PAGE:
Hey, have you heard about that guy running 300 miles across Colorado? “That guy” is David Clark of The Superman Project, who right this minute is running somewhere between the Wyoming and New Mexico borders to raise awareness for addiction recovery.
David once relied on alcohol, prescription pain killers and fast food to get through the day. Now, he relies on running and its power to change not just a body, but a life. And his mission is to help others understand that within them is the will to change, too.
We caught up with David to find out how he is staying strong in the course of his super human effort.
You’re in the middle of your 300-mile run across Colorado. How’s it going?
We are about 230 miles of the way across the state [as of Wednesday ,May 16) and feeling great! I hesitate to make any predictions because we still have many miles to go, but overall I feel great and I am ready to run tomorrow.
What kind of support are you seeing along the way?
The support and love we have received from everyone is overwhelming. We have volunteers everyday and support along the way. We also have many sharing their thoughts and prayers through Facebook and following our progress on Twitter @wearesuperman.
The feedback has been very empowering. People of all backgrounds are chiming in on the power of the message: "You don't have to lay down and die. You can change your life today."
Who is running with you?
My fiancée Emily Booth has run over half the miles with me, as well as a couple of friends and supporters of the cause. We are all Superman...
What are your fueling and hydrating tips?
Stay on top of fueling. You can come back from a bad bonk, but it is much easier to stay on top of it while feeling good. I exclusively use Herbalife 24 which is on the course at Leadville. I have PRed in every race since switching.
Are you meeting your goal of running 35 to 50 miles per day?
We are. The terrain at altitude (averaging 8,000-feet or higher) has proven challenging. The entire mileage is going to end up at about 340 miles when it's all said and done.
Have you done anything like this before?
I have done the Leadville Trail 100 twice. (In 2010 I ran it as my first hundred in 28:21. Then in 2011 I came back for the big buckle!! 23:50!) I have run on a treadmill for 24 hours for charity. But nothing comes close to this in terms of the required mental toughness, emotional management and staying healthy and strong.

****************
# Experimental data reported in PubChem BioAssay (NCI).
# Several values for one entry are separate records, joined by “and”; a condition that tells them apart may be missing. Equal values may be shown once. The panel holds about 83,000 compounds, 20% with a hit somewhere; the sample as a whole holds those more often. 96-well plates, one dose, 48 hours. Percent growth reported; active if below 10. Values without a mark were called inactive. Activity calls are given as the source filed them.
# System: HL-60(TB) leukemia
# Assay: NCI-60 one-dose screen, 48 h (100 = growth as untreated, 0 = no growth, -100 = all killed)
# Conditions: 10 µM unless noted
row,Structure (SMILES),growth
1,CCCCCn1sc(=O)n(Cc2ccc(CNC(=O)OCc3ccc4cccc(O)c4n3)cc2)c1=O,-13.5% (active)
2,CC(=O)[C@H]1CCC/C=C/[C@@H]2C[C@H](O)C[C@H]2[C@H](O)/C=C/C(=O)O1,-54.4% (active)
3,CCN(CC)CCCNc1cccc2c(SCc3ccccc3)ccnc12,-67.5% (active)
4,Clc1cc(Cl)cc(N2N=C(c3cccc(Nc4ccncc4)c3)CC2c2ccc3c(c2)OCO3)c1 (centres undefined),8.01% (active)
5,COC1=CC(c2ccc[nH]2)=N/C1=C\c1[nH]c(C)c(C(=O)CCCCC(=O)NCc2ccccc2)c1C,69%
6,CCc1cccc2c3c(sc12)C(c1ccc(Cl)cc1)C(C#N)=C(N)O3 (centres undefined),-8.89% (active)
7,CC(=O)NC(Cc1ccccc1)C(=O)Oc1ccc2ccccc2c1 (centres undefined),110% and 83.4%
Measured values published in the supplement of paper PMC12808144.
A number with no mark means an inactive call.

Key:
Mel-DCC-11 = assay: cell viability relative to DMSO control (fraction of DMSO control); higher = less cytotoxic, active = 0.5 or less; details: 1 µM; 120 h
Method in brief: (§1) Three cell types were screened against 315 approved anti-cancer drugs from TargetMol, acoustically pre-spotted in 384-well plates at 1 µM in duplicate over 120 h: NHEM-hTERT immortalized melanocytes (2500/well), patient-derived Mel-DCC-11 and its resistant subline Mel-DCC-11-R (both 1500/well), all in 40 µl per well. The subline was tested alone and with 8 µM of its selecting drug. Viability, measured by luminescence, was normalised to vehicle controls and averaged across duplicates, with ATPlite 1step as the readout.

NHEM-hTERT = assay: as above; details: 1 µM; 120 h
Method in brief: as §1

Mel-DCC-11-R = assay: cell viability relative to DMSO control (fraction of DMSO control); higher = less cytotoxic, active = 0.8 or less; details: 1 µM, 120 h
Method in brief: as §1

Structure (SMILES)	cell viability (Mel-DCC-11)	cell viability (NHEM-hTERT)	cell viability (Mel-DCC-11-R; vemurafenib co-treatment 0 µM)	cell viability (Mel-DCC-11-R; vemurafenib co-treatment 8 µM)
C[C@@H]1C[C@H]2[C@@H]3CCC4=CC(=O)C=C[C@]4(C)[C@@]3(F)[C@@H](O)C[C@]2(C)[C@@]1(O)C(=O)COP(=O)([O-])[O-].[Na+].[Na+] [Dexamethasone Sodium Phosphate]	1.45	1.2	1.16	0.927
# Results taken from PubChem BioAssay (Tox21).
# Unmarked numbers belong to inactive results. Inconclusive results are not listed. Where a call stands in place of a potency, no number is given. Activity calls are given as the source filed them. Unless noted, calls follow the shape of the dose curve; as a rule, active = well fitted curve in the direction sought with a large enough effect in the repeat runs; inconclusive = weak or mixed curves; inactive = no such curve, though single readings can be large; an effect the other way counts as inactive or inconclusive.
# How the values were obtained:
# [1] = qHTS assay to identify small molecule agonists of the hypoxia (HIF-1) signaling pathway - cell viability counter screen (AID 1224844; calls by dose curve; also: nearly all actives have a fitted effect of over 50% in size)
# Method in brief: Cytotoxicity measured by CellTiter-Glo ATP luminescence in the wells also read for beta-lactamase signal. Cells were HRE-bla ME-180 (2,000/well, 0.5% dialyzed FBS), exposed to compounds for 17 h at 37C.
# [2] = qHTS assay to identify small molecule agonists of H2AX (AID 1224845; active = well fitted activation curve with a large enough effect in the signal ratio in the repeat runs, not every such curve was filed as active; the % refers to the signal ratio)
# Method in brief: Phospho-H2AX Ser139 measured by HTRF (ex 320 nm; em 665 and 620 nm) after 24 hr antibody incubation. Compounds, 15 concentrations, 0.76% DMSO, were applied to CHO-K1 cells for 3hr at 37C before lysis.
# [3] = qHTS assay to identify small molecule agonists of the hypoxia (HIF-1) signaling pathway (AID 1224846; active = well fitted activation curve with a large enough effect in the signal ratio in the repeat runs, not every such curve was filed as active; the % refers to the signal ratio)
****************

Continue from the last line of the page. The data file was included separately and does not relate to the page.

How does this compare to the LT100 (in terms of what it does to your body)?
The fatigue in the LT100 is more intense and there is more pain involved for sure. In this run, the pain seems to come at you from a different source each day. The game is to "solve" each issue and get in my miles. I have had days with a painful stressed foot, a day with numbness and piriformis issues, a couple days with a tight knee, etc. You have to trust that your body can push through. Your brain tells you that you should quit, but the body is stronger than we think.
What other run events are you planning to do this year?
Most likely the Leadville Trail Marathon, the Silver Rush 50, and I will be pacing my fiancée at the LT100.
You’re using the physical act of running to enact not just physical change but emotional change, as well. What’s your advice for someone who is finding it hard to change?
The way we do recovery or physical change is the way we do anything big: we charge forward with a determination that will not fade. We can't own the weight of running an entire state or even losing 320 pounds, because it's crushing. But we can move forward one mile, one pound, one day, one stage at a time. Once we commit 100 percent, then and only then can our minds find a way.